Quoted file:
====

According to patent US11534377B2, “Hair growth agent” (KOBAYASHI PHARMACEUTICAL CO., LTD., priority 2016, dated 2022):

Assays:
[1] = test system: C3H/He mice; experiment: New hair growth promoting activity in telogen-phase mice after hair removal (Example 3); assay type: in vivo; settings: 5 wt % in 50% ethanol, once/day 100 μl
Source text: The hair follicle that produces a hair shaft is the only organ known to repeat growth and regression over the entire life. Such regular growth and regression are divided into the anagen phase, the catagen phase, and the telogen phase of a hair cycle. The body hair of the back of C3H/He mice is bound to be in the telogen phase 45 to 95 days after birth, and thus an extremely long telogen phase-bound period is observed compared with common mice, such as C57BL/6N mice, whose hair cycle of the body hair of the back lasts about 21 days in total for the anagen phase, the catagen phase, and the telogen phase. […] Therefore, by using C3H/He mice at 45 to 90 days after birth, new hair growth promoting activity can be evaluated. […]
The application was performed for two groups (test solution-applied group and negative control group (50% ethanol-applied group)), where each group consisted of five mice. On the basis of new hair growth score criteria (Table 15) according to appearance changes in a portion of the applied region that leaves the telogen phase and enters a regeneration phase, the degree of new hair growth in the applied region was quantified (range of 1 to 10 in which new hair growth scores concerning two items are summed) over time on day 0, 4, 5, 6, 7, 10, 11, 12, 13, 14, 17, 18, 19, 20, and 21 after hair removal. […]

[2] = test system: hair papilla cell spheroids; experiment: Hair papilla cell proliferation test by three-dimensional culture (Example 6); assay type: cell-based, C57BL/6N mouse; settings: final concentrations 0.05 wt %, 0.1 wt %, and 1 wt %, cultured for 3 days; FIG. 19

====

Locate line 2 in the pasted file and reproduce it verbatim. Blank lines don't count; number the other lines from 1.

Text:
Assays: